Whistle Blowing in South Africa: protecting a vulnerable watchdog

Dr Uduak Johnson MANCOSA Academic
Dr Uduak Johnson MANCOSA Academic

Every society is built around the rule of law and adherence to that law. However, the custodians of the law (police and lawmakers) can’t be present in every instance where there is a breach of legal and ethical behaviour. Citizens must be equally invested in being law-abiding citizens and exposing instances where questionable behaviour occurs.

Whistleblowing has exposed many cases of corruption and unlawful behaviour including several recent cases involving South Africa’s most prominent citizens. However, this has come with significant risks, as many whistleblowers face intimidation, bullying and sometimes even grievous bodily harm or death.

Despite this, the role of a whistleblower is essential for economic growth. Three MANCOSA Academics have been invited to present a research paper titled: Whistle Blowing in South Africa: a vulnerable watchdog at the upcoming BRICS Summit to be held in Pretoria, South Africa from 17 to 19 July.

Discussing a key issue

Following extensive research, Dr Uduak Johnson, Dr Premlall Ramlachan, and Andile Magqirana compiled an exciting paper which will be presented at the University of Pretoria, where an important delegation from the BRICS countries will be meeting between 17 and 19 July.

“The role of whistleblowers is important in any society. However, it is crucial in developing countries that are challenging the current global economic powers. We must highlight the important role that whistleblowers play in the growth of these economies,” says Dr Johnson.

Reporting illegal activities: only for the brave few

The role of whistleblowing has increased in South Africa over the past ten years.

Whistleblowing saw the creation of the Zondo Commission of Inquiry, where civil societies demanded that significant action be taken against those involved in corruption and state capture. Another important whistleblowing case was the reporting on corruption at the Gauteng Department of Health. Finally, another prominent whistleblowing case was the tell-all interview from former Eskom Chief Executive Andre de Ruyter on ENCA, where he reported on alleged corruption at the power utility.

“President Cyril Ramaphosa has highlighted the brave role of whistleblowers in South Africa. However, these parties continuously face all kinds of discrimination. Our research paper highlights this issue from the perspective of whistleblowers who shared their experiences with the media. We examined these cases using a critical social justice approach and applied ethical theories to compile our research,” says Dr Johnson.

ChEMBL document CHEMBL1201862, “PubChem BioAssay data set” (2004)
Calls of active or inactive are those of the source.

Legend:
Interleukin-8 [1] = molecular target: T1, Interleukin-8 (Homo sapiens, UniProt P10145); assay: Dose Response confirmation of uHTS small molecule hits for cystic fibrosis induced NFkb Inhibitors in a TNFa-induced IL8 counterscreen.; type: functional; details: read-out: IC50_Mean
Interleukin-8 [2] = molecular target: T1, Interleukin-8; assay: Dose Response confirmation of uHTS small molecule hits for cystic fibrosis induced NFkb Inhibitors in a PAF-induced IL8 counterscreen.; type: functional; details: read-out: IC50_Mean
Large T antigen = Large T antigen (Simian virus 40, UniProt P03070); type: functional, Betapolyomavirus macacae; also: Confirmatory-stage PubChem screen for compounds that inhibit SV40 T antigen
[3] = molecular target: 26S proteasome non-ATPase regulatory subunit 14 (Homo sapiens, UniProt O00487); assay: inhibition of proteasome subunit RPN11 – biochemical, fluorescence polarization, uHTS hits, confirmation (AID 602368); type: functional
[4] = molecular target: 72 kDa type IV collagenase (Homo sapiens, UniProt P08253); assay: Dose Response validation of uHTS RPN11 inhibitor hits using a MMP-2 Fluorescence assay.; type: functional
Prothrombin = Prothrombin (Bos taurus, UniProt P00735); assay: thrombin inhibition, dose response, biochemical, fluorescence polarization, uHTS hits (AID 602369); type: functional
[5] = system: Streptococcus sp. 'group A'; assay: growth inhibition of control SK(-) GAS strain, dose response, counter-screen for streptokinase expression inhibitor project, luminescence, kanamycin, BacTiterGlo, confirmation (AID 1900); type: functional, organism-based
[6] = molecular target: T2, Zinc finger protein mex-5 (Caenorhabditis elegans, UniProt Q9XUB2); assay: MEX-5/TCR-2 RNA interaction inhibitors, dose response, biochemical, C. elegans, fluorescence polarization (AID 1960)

There needs to be governance reform

One of the key issues that the paper discusses is the need for governance reform. “While many governments have acknowledged the important role of whistleblowers, very little has been done to create platforms where whistleblowers feel safe,” says Dr Johnson.

 

Dr Johnson points out that in some countries, whistleblowers are rewarded for coming forward and exposing corruption and other illegal activities. Despite this, these parties still face significant reprisals and discrimination. Another important issue highlighted in the MANCOSA Paper is that even though whistleblowing is prominent in most countries, Governments and legal authorities are sometimes guilty of not following through with the investigations into cases of suspected corruption.

 

Highlighting benefits

While the MANCOSA Research Paper highlights the plight of whistleblowers as social watchdogs, it also hopes to encourage the reform that will create meaningful change.

 

“In February this year, the Financial Action Task Force greylisted South Africa citing a lack of systems and processes which assesses and manages the risk of corruption and money laundering. If encouraged, whistleblowing would have created a platform to address rising corruption risks. If used effectively, it could be a significant weapon in our efforts to recover our economic position,” says Dr Johnson.

 

Additionally, whistleblowing is the biggest weapon civil organisations can use to keep Governments in check and encourage meaningful societal change.

 

An important platform

Dr Johnson points out that presenting this paper at the BRICS Summit is a major platform for highlighting this issue.

 

“The BRICS cluster is currently showing significant value in challenging the traditional dominance enjoyed by Western economies. Many other countries have noticed the BRICS cluster’s value and applied for membership. BRICS is posing a serious challenge to the hegemony of the US dollar as the exclusive global currency for international economic transactions,” says Dr Johnson.

 

He adds that South Africa could play a central role in this recovery. “However, this will only be possible if we have an economy that is driven by a financially strong private and public sector. This can only be achieved if whistleblowing is encouraged rather than left vulnerable,” says Dr Johnson.

 

He adds that a few developments have occurred since the publication of this paper. Government has issued a discussion paper for public opinion on issues related to adjusting the policies related to whistleblowing and the protection of whistleblowers. This is good news for the future of whistleblowers in South Africa.


 

ISSUED FOR AND ON BEHALF OF MANCOSA

LOLA LAZARUS

OF BULLION PR & COMMUNICATION

EMAIL: [email protected]

CELL:  083 271 5336